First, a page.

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mesentric ischemia.pptx

  1. Mesentric ischemia Ghadeer Ismail Eideh Supervised by Dr. Aref Rajabi From: step up to medicine
  2. Introduction 01 Clinical features 02 Diagnosis 03 Treatment 04 Chronic mesenteric ischemia 05 Outlines
  3. Introduction 01
  4. Acute mesentric ischemia • Acute mesenteric ischemia is a constant and severe decrease in blood flow. • Results from a compromised blood supply, usually to the superior mesenteric vessels.
  5. Arterial embolism (50% of cases): Almost all emboli are of a cardiac origin (e.g., atrial fibrillation, MI, Valvular disease). Arterial thrombosis (25% of cases). • Most of these patients have atherosclerotic disease (e.g., coronary artery disease [CAD], PVD, stroke) at other sites. • Acute occlusion occurs over pre- existing atherosclerotic disease. The acute event may be due to a decrease in cardiac output (e.g., resulting from MI, CHF) or plaque rupture. • Collateral circulation has usually developed. Types of acute mesentric ischemia
  6. Nonocclusive mesenteric ischemia (20% of cases). • Splanchnic vasoconstriction secondary to low cardiac output. • Typically seen in critically ill elderly patients. Venous thrombosis (<10% of cases). • Many predisposing factors—infection, hypercoagulable states, oral contraceptives, portal HTN, malignancy, pancreatitis. Types of acute mesentric ischemia • The overall mortality rate for all types of acute mesenteric ischemia is about 60% to 70%. If bowel infarction has occurred, the mortality rate can exceed 90%
  7. Clinical features 02
  8. Clinical features: 1. Classic presentation is acute onset of severe abdominal pain disproportionate to physical findings. Pain is due to ischemia and possibly infarction of intestines, analogous to MI in CAD. a. The abdominal examination may appear benign even when there is severe ischemia. This can lead to a delay in diagnosis. b. The acuteness and the severity of pain vary depending on the type of acute mesenteric ischemia. 2. Anorexia, vomiting. 3. GI bleeding (mild). . 4. Peritonitis, sepsis, and shock may be present in advanced disease.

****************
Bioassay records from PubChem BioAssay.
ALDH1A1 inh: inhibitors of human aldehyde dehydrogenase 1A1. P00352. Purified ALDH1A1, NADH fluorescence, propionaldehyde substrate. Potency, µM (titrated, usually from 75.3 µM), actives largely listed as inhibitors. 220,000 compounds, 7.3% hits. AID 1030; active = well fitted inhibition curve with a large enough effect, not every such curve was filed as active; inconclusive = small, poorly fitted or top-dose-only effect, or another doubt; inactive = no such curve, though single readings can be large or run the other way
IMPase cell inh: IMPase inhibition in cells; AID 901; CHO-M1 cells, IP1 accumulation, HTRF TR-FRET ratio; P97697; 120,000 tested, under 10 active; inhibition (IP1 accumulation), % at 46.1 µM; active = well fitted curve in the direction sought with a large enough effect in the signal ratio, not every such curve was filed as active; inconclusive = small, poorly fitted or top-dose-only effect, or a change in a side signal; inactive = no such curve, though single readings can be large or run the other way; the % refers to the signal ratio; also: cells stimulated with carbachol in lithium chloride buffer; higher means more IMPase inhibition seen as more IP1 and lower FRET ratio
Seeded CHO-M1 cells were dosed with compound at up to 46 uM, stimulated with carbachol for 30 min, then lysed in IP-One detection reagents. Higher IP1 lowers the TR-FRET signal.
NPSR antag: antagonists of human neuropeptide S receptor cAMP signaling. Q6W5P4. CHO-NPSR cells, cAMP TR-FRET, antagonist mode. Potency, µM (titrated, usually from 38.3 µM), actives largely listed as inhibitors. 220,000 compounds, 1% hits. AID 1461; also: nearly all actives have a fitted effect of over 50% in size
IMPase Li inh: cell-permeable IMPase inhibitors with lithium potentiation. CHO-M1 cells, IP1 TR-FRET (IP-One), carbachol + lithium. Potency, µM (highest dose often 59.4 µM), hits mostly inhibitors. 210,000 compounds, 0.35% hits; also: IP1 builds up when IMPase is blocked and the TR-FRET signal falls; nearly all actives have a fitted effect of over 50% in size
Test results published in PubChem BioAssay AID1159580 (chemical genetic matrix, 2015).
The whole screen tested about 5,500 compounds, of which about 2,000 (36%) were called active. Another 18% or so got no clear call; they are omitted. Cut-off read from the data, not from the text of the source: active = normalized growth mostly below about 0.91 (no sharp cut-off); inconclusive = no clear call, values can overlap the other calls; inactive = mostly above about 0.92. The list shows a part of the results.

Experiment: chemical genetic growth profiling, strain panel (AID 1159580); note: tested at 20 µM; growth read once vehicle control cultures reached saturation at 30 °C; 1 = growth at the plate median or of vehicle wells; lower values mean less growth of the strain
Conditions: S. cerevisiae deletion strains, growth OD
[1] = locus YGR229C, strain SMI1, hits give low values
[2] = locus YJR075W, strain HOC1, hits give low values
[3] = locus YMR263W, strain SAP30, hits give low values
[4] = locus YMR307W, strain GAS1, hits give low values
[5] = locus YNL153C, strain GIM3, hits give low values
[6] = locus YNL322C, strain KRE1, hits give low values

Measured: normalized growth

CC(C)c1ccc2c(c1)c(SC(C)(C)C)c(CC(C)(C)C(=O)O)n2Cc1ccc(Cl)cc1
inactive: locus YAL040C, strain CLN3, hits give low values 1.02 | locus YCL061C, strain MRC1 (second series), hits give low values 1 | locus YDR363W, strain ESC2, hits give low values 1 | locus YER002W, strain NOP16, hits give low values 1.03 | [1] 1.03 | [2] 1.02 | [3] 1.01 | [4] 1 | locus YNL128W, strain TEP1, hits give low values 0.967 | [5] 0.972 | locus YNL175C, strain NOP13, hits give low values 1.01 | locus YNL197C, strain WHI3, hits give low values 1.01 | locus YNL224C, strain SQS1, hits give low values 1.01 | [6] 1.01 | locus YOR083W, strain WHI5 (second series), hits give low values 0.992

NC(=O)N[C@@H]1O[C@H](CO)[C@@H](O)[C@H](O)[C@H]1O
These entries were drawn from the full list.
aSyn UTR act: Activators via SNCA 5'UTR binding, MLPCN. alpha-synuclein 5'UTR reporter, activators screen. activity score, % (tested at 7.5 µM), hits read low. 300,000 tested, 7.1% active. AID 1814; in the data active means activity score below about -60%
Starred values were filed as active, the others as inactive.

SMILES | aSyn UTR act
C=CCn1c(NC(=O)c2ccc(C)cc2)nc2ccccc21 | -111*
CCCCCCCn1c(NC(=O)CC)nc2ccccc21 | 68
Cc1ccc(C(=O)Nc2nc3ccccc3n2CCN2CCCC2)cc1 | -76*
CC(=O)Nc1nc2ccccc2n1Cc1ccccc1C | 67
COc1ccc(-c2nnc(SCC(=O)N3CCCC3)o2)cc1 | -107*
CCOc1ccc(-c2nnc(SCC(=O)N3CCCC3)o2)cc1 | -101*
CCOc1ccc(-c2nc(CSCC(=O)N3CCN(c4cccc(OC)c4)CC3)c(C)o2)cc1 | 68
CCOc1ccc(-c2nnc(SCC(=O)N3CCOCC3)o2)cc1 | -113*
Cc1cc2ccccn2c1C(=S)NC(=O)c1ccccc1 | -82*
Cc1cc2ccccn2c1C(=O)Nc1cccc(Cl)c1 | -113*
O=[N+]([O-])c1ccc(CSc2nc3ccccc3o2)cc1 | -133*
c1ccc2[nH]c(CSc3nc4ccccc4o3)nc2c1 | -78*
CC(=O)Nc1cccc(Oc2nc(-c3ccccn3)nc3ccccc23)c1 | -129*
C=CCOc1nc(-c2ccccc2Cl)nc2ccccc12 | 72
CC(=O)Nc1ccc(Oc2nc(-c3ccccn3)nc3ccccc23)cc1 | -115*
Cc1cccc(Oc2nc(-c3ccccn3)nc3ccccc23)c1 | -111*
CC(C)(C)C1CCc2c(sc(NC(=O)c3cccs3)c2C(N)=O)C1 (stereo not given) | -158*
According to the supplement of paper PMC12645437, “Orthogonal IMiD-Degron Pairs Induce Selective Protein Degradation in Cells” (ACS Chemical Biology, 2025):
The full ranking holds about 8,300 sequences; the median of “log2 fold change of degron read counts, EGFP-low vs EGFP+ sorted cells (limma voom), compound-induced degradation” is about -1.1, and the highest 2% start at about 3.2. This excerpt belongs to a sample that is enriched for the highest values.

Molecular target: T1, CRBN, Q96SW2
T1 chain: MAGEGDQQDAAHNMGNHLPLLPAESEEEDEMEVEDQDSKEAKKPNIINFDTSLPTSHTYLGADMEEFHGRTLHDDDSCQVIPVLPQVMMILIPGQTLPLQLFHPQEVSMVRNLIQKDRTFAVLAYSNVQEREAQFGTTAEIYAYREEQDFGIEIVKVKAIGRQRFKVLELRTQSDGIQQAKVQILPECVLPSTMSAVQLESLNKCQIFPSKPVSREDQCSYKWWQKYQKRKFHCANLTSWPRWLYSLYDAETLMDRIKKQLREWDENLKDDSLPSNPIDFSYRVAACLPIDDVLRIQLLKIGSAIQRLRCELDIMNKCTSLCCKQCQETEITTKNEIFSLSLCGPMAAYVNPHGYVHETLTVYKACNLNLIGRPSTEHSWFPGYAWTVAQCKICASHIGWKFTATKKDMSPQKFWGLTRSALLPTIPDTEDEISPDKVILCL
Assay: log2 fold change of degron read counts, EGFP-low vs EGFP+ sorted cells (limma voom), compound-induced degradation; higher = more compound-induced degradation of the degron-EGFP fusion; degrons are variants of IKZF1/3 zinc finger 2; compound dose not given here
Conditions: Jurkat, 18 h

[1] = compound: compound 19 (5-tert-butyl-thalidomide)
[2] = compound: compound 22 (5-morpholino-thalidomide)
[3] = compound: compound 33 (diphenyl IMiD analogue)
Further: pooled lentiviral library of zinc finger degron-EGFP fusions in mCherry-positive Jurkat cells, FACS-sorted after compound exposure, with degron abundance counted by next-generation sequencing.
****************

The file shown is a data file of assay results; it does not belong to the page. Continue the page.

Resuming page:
9. Differences in Presentation of Types of Acute Mesenteric Ischemia: • Embolic—symptoms are more sudden and painful than other causes • Arterial thrombosis—symptoms are more gradual and less severe than embolic causes • Nonocclusive ischemia—typically occurs in critically ill patients • Venous thrombosis—symptoms may be present for several days or even weeks, with gradual worsening
  10. Clinical features: ● Signs of intestinal infarction include hypotension, tachypnea, lactic acidosis, fever, and altered mental status (eventually leading to shock). ● Check the lactate level if acute mesenteric ischemia is suspected.
  11. Diagnosis 03
  12. Diagnosis: 1. Mesenteric angiography is the definitive diagnostic test. 2. Obtain a plain film of the abdomen to exclude other causes of abdominal pain. 3. “Thumbprinting” can be seen on barium enema due to thickened edematous mucosal folds.
  13. Treatment 04
  14. Treatment 1. Supportive measures: IV fluids and broad-spectrum antibiotics 2. Direct intra-arterial infusion of papaverine (vasodilator) into the superior mesenteric system during arteriography is the therapy of choice for all arterial causes of acute mesenteric ischemia. This relieves the occlusion and vasospasm. 3. Direct intra-arterial infusion of thrombolytics or embolectomy may be indicated in some patients with embolic acute mesenteric ischemia. 4. Heparin anticoagulation is the treatment of choice for venous thrombosis. 5. Surgery (resection of nonviable bowel) may be needed in all types of acute mesenteric ischemia if signs of peritonitis develop.
  15. Chronic mesenteric ischemia
  16. Chronic mesenteric ishcemia ● Caused by atherosclerotic occlusive disease of main mesenteric vessels (celiac artery, superior and inferior mesenteric arteries). ● Abdominal angina—dull pain, typically postprandial (when there is increased demand for splanchnic blood flow); analogous to anginal pain of CAD. Significant weight loss may occur due to abdominal angina. ● Mesenteric arteriography confirms the diagnosis. ● Surgical revascularization is definitive treatment and leads to pain relief in 90% of cases.
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